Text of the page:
A lot of four-engined aircraft stopped flying for good in 2020, but Lufthansa confirmed that its A380 fleet WILL return to service. But why?
Already before the pandemic, it seemed that four-engined passenger airliners were not long for this world. Four-engined freighters will stick around a bit longer, because of the need to handle oversize loads. So unless/until a newer large freighter features a front or rear cargo door and two engines, 747s and older Antonovs, will remain.
Alas, the A380 doesn’t have a freighter version. And when Lufthansa, British Airways and others parked their A380 fleets during the pandemic, many feared that they had flown their last paying passengers. As we saw, British Airways, KLM and others retired their 747s for good. Lufthansa’s 747s are a bit newer, so they’re staying on – for now.
High Air Travel Demand Is Here
But interestingly, ALL of Lufthansa’s 747s are currently in service – old and new. That’s 27 aircraft, 8 747-400s and 19 747-8s. Lufthansa has 8 A380 widebodies. We have seen how many airports are experiencing chaotic scenes this summer, as they ramp up operations. In some cases, the limiting factor is the number of operations that ATC can handle. And this is where a very large jet, like an A380 or 747, has an advantage.
We keep hearing of airlines and organizations like IATA making estimates about a return to 2019 passenger levels. Some low-cost carriers already claim to be there. But for those with more diverse fleets, such a return has to involve ALL of their aircraft. The only alternative, especially for those who have retired whole types of jets, is to take delivery of new ones.
All of which explains why Lufthansa is planning a return of its A380 fleet. Firstly, there is no question that the demand is there already. We will have to see what the winter demand is like – and whether or not events like Russia’s war on Ukraine continue to bite. But the airlines can already see that the demand is there and supporting large fleets.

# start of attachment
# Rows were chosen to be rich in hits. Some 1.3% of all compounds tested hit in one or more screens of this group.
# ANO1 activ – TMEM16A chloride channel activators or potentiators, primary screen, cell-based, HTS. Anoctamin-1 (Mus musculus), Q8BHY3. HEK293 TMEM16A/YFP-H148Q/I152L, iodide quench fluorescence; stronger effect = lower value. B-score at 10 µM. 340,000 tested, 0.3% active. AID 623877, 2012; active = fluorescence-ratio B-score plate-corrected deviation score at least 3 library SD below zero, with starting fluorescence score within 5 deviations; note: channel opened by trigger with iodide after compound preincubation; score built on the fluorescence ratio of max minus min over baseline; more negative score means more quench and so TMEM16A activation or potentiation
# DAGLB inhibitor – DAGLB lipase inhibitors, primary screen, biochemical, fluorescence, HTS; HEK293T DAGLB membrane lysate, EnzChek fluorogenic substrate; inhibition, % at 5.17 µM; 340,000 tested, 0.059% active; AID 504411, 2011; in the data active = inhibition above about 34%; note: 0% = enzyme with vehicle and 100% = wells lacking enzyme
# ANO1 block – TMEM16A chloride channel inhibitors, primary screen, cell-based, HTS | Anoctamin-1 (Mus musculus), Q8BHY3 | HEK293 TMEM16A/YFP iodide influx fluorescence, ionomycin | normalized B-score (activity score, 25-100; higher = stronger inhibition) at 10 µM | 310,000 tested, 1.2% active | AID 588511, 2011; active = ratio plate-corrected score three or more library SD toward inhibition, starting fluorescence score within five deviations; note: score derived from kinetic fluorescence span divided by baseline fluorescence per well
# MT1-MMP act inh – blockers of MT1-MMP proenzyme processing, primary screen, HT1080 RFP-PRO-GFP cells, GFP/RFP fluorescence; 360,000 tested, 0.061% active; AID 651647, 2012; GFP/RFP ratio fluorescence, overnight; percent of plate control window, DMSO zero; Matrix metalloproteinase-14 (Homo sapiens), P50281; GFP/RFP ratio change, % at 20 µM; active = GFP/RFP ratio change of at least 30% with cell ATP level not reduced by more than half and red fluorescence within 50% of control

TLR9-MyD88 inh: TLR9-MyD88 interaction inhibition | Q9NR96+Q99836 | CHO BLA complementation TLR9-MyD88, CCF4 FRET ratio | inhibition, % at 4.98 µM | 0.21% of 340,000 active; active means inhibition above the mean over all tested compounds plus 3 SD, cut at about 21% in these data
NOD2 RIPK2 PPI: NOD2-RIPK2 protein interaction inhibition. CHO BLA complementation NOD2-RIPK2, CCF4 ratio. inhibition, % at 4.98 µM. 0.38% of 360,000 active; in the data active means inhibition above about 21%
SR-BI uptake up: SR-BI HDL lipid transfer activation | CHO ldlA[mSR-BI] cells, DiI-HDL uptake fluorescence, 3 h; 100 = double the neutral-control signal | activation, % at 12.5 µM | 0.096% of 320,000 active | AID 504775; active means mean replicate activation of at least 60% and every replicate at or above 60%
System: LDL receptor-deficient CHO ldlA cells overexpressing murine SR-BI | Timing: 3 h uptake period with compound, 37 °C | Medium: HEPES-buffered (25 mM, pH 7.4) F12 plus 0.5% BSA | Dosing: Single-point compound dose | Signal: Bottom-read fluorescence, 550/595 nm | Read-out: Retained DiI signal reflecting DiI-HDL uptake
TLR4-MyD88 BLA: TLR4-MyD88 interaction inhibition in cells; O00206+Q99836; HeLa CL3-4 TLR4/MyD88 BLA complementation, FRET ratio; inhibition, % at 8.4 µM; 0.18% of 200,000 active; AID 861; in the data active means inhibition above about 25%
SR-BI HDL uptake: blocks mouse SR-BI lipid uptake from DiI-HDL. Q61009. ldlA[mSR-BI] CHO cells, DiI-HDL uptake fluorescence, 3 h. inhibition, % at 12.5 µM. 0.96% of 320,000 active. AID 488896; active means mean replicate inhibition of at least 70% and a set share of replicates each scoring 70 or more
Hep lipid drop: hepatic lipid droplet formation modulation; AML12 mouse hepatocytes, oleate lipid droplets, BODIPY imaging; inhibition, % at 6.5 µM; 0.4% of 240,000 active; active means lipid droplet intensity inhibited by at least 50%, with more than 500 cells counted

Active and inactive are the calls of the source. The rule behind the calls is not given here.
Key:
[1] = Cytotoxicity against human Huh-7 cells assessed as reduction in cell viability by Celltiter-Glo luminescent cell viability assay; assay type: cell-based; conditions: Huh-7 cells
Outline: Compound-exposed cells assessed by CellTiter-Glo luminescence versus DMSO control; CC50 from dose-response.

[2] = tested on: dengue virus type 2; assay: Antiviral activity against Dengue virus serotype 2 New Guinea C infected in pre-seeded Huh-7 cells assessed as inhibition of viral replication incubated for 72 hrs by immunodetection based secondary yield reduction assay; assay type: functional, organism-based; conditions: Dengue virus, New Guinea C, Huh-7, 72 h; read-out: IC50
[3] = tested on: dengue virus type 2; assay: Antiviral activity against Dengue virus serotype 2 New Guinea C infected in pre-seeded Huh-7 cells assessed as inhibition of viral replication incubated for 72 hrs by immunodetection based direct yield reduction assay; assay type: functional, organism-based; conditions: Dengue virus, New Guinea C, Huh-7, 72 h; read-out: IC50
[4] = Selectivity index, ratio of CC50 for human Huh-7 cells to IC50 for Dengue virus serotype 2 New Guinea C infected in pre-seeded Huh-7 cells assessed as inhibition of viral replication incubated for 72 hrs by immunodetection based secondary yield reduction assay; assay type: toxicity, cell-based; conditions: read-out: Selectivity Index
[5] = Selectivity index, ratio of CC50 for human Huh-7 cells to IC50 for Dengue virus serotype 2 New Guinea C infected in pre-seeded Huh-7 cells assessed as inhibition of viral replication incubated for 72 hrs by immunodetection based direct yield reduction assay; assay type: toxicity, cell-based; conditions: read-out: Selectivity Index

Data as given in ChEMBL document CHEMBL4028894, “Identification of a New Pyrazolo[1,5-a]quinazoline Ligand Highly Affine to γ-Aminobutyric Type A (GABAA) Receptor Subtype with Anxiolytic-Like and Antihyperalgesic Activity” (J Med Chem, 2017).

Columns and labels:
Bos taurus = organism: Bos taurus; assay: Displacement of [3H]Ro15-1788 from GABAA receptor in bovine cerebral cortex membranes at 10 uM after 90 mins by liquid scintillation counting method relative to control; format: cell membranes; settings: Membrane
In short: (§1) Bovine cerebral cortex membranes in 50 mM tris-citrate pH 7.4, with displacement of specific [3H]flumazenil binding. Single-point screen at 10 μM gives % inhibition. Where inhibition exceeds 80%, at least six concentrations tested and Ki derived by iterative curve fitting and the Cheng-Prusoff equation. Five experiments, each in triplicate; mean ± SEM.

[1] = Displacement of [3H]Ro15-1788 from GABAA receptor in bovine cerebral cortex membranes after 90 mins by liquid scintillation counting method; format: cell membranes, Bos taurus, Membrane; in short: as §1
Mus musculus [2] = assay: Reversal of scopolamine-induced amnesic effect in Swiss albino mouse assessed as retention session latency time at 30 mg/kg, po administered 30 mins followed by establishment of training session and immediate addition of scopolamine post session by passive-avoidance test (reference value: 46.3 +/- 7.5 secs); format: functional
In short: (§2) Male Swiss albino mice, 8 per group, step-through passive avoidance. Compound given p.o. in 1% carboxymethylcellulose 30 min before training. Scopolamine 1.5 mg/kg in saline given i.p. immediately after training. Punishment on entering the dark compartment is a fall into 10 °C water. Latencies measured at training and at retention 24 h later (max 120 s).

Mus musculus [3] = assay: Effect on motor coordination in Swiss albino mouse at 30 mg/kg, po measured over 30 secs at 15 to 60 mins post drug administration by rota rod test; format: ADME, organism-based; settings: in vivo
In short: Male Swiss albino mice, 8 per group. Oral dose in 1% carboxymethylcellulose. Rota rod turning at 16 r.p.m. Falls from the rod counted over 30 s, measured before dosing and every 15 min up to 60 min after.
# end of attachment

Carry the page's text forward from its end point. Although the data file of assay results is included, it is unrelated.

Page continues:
Lufthansa – A380 Standing In For Future Boeings?
Secondly, Lufthansa needs the A380 fleet because deliveries of newer aircraft types are stalling. The German carrier has orders for the 777-9 and the 787. Five examples of the latter are reportedly in the final stages of delivery – once Boeing actually begins 787 deliveries again. But as we’ve seen, the first 777X aircraft won’t go to their customers before 2025.
Because of these factors, the airline has already decided to return its A380s to service next year. Lufthansa still hasn’t decided how many aircraft its A380 fleet will now have. Those 8 aircraft are what’s left out of an original fleet of 14. But unsurprisingly, Lufthansa announced that its A380s will be ready for service for the 2023 summer season.
Lufthansa will hope that at least some 787s will have arrived by that time. Boeing has recently flown one in the airline’s colours, getting ready for its delivery. The airline also has new Airbus A350s… and interestingly, it’s keeping its four-engined A340s around as well! This seems like another result of delays in deliveries of newer types.
By and large, passengers like the A380 – something that Lufthansa acknowledges. The aircraft may not have the instant recognizability of the 747, but it has earned a reputation as a comfortable jet. Alas, Airbus has now delivered the last example. Boeing still has a couple of 747-8s to hand over – both freighters.
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